Posts Under Health and Safety

Difficult-To-Diagnose Condition May Present As Treatment-Resistant Mouth Sores

In an article for the Philadelphia Inquirer (2/7), Dr. Eric T. Stoopler, an associate professor of oral medicine, discussed a 55-year-old man who sought help at an oral health clinic after suffering from mouth sores, skin lesions, and difficulty breathing. The man “died of respiratory failure about a year after he first noticed the mouth sores.” Before his death, “immunological blood tests suggested the patient’s mouth sores and skin lesions were actually symptoms of an condition called paraneoplastic pemphigus, usually caused by an underlying cancer,” and a biopsy revealed lymphoma. Dr. Stoopler said that “this patient’s case underscores the importance of regular dental exams and prompt evaluation of oral sores that don’t heal quickly on their own,” adding that “these lesions may be the first signs of a possibly life-threatening condition.”

        Visit MouthHealthy.org for additional information on mouth sores.

Xerostomia Can Contribute To A Variety Of Oral Health Problems

In an article in the Pharmacy Times (2/10), clinical pharmacy writer Yvette C. Terrie discussed xerostomia, stating that “if left untreated, xerostomia can cause discomfort and contribute to halitosis, dental caries, periodontal disease, and other oral health problems, such as candidiasis infection due to disturbance of the oral microflora resulting from decreased salivary flow.” Medications and medical conditions are among the variety of causes of xerostomia, Terrie noted, adding that “the goals of treating xerostomia include identifying the possible cause, relieving discomfort, and preventing complications such as dental caries and periodontal infections.”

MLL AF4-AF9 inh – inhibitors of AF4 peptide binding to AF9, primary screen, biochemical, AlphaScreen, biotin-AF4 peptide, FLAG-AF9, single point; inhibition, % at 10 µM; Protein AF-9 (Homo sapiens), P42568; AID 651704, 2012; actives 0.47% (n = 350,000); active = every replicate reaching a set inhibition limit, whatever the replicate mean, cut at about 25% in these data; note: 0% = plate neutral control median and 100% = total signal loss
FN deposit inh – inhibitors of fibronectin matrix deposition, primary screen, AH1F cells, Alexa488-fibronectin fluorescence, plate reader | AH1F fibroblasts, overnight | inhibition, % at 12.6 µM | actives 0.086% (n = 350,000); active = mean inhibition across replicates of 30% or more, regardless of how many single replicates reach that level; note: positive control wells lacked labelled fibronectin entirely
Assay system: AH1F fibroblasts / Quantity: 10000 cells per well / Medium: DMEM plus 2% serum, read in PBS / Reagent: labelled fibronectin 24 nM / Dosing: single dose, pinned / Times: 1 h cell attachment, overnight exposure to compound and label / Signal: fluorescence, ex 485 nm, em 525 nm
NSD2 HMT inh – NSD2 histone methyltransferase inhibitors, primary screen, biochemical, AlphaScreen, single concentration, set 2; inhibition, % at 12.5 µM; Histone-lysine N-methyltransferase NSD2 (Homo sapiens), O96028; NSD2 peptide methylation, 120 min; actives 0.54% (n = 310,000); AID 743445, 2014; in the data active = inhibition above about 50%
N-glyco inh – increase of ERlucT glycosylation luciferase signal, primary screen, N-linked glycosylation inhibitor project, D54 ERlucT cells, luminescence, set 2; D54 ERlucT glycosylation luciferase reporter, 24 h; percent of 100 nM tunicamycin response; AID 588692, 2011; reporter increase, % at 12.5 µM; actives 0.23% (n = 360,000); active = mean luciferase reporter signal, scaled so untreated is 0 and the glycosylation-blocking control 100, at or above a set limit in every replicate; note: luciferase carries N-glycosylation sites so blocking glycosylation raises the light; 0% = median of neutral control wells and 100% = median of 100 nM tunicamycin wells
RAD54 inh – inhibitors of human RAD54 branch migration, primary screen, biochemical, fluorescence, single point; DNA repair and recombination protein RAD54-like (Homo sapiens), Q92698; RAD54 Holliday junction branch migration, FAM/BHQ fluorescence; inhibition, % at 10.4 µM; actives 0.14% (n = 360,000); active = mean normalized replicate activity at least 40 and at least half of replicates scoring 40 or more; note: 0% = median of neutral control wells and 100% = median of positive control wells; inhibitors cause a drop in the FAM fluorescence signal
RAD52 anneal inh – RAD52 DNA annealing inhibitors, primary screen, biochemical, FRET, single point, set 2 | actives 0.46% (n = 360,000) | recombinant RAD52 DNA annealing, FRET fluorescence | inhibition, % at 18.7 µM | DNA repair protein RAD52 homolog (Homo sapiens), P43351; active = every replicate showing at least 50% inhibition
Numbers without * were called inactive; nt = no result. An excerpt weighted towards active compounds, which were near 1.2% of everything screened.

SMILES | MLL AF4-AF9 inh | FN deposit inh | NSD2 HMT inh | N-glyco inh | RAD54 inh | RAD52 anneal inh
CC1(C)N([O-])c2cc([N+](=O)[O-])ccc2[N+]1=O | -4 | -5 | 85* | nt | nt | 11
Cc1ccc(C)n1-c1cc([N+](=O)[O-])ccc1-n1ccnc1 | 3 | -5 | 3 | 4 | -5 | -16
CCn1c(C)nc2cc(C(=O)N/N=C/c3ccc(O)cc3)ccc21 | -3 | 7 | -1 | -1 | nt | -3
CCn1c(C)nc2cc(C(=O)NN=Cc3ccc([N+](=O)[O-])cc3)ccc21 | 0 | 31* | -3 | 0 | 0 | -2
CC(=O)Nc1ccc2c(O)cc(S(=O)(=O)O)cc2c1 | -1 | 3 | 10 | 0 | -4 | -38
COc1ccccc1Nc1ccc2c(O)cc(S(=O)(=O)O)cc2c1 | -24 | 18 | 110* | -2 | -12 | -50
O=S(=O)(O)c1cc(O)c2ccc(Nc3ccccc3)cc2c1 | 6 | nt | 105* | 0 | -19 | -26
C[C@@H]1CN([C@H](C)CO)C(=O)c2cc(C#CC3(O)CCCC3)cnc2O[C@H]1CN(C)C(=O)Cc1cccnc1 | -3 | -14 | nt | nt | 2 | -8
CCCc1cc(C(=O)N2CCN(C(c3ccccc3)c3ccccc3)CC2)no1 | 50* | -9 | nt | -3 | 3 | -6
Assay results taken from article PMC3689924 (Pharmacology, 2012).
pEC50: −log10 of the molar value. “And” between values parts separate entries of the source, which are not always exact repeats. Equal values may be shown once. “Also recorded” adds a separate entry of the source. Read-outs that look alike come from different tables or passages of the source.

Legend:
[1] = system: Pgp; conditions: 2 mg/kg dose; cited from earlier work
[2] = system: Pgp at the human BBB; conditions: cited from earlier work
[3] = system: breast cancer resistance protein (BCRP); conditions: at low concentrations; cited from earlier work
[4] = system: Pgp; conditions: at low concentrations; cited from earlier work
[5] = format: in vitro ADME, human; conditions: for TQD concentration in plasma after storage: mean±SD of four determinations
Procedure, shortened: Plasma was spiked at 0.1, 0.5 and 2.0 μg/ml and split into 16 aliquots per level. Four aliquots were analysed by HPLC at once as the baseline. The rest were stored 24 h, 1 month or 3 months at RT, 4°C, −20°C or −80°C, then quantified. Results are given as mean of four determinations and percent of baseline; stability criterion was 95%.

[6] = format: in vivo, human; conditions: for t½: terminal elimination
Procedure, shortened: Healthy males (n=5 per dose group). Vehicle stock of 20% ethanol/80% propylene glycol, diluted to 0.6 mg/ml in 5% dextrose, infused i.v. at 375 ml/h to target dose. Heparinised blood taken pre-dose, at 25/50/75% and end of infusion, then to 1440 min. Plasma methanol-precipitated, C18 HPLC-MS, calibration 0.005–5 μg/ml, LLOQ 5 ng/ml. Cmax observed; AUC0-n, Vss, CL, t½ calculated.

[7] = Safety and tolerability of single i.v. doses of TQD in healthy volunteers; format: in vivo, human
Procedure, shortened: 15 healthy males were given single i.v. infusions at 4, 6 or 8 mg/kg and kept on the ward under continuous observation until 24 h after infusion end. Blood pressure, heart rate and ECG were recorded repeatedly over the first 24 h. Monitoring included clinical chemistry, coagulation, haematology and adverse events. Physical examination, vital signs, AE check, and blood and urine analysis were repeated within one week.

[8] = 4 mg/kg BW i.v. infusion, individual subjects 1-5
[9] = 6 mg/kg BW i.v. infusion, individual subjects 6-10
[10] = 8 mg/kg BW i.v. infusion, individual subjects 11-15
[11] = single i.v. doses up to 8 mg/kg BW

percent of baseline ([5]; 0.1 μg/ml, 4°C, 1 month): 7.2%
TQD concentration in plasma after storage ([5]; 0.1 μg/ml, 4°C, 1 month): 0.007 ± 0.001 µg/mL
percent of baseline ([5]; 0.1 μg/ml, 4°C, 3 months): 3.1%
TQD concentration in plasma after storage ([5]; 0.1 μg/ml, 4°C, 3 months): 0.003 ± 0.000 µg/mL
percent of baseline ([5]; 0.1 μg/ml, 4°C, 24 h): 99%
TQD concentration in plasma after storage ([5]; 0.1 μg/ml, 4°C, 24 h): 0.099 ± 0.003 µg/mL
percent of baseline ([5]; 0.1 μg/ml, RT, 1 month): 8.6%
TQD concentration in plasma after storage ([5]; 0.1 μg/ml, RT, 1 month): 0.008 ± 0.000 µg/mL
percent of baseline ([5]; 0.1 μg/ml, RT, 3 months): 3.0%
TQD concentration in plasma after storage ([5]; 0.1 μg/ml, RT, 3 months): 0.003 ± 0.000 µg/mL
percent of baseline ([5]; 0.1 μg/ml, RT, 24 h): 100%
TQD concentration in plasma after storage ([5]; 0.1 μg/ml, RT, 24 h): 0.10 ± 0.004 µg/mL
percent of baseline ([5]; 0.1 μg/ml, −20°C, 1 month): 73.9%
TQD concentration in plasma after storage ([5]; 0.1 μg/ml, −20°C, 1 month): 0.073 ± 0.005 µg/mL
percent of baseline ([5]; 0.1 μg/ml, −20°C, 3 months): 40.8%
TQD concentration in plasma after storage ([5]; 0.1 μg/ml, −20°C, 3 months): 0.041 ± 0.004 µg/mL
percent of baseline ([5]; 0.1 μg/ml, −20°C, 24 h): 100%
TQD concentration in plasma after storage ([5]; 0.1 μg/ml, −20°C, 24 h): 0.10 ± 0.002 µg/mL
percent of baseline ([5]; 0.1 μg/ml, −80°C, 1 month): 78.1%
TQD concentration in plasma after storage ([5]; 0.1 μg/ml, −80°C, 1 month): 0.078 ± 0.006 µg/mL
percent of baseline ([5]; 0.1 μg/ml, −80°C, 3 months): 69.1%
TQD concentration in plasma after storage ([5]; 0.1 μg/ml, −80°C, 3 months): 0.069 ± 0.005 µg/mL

Regular Dental Visits Advised At Intervals Determined By Dentist

In a broadcast on its website, the Today Show Online (2/8) spoke with health and wellness reporter Anna Medaris Miller about her recent article in the Huffington Post discussing common health habits, including how often people should visit the dentist. Miller stated that people should receive regular dental care at intervals determined by their dentist.

Millennials Encouraged To Receive Regular Dental Care

USA Today (2/7, Higdon) advised millennials to take care of their health now, stating, “Think of your body like a car, it’s an investment that requires routine check ups, maintenance and care.” In addition to seeing a primary care doctor on a regular basis, the article recommends “maintaining regular dental health with a dentist, visiting an eye doctor and having skin checked by a dermatologist will also make sure no other issues can creep up.”

Mouth Sores May Indicate Difficult-To-Diagnose Condition.

In an article for the Philadelphia Inquirer (2/7), Dr. Eric T. Stoopler, an associate professor of oral medicine, discusses a patient who suffered from treatment-resistant mouth sores and skin lesions and “died of respiratory failure about a year after he first noticed the mouth sores.” Before his death, “immunological blood tests suggested the patient’s mouth sores and skin lesions were actually symptoms of an condition called paraneoplastic pemphigus, usually caused by an underlying cancer,” and a biopsy revealed lymphoma. Dr. Stoopler said that “this patient’s case underscores the importance of regular dental exams and prompt evaluation of oral sores that don’t heal quickly on their own,” adding that “these lesions may be the first signs of a possibly life-threatening condition.” MouthHealthy.org provides additional information on mouth sores.

 
 
No Scientific Evidence Charcoal Teeth Whitening Method Works.